The proposals have been published in Ofcom's radio review, which was the subject of opposition from national radio group GCap Media over the summer.
GCap was initially against the creation of any more national radio stations, arguing that its sole national licence had been granted on the basis that no more national stations would be licensed until 2010, although GCap chief executive Ralph Bernard last month toned down his rhetoric.
This morning, radio group UBC, which owns a stake in One Word and Classic Gold Digital, said it welcomed the regulator's plans.
Ofcom acknowledged "objections" to its plans but stressed its view that listeners' interests will be best served by making more services available nationally.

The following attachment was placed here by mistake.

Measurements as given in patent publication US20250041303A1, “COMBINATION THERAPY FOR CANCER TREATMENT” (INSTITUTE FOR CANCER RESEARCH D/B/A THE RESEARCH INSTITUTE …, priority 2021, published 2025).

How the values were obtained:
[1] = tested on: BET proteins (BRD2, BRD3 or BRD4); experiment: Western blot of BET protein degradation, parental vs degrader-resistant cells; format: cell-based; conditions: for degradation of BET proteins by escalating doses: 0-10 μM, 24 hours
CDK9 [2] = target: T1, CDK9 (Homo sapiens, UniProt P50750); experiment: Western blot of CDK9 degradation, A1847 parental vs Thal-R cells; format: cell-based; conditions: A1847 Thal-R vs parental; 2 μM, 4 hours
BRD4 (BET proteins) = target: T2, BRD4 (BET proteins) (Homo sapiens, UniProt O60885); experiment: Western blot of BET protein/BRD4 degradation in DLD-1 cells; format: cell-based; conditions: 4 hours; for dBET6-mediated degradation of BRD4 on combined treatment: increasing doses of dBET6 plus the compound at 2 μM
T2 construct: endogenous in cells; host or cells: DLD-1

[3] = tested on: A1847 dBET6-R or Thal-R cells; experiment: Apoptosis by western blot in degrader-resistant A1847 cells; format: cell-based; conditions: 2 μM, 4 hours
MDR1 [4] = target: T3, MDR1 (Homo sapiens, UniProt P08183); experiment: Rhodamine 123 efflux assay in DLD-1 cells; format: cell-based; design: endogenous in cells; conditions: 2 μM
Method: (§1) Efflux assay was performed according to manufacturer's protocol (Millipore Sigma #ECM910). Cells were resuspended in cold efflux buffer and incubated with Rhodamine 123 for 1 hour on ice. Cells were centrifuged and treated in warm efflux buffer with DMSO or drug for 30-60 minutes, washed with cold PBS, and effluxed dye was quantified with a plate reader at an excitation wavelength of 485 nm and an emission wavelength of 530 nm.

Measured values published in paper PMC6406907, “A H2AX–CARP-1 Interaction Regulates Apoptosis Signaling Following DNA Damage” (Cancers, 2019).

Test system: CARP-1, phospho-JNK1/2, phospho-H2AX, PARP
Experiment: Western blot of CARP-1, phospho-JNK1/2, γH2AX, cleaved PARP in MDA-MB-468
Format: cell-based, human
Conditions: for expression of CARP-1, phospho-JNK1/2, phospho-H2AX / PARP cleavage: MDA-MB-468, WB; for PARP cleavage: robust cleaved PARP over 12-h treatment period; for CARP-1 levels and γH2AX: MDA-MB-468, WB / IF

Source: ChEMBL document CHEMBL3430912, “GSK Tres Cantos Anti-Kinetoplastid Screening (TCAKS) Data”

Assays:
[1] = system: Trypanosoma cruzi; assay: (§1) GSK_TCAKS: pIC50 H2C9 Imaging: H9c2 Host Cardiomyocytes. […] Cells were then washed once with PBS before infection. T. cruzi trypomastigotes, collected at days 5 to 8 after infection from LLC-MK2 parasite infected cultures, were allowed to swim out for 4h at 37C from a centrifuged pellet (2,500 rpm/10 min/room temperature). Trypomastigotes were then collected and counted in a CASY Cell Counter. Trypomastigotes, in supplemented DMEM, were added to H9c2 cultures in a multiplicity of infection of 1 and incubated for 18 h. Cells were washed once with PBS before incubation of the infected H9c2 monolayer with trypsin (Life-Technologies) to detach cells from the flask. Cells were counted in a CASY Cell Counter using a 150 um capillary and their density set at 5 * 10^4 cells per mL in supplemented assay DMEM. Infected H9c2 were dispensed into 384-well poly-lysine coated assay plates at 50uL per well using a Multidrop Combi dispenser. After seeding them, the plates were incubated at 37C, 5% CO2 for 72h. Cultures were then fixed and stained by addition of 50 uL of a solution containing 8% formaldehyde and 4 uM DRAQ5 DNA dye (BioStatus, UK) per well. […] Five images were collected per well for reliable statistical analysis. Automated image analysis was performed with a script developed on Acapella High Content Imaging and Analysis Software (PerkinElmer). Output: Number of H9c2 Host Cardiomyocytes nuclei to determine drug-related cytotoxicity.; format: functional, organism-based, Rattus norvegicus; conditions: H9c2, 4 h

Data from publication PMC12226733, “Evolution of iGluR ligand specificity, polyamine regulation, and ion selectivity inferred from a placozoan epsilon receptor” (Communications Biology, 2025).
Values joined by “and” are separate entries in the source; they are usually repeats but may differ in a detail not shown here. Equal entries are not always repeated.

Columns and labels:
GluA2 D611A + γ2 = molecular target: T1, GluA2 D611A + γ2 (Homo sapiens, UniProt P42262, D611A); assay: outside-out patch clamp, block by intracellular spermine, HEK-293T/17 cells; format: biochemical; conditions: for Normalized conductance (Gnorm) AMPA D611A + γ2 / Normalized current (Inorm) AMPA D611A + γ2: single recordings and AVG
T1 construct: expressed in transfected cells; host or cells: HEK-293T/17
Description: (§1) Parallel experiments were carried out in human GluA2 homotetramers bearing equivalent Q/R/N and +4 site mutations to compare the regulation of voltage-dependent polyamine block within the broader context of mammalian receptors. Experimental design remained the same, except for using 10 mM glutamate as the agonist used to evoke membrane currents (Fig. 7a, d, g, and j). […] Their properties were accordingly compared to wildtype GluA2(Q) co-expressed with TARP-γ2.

"The Communications Acts is clear that Ofcom has a duty to secure a wide range of radio services throughout the UK, that taken as a whole are both of high quality and appeal to a variety of tastes and interests.
"In our view, this should be taken to mean that any new services on the additional national multiplex should appeal to tastes and interests that are distinct from those met by the existing commercial multiplex," it said.
The regulator said that its plans for additional local spectrum would allow all analogue BBC stations and almost all analogue commercial stations -- those accounting for 95% of commercial listening -- to go digital.
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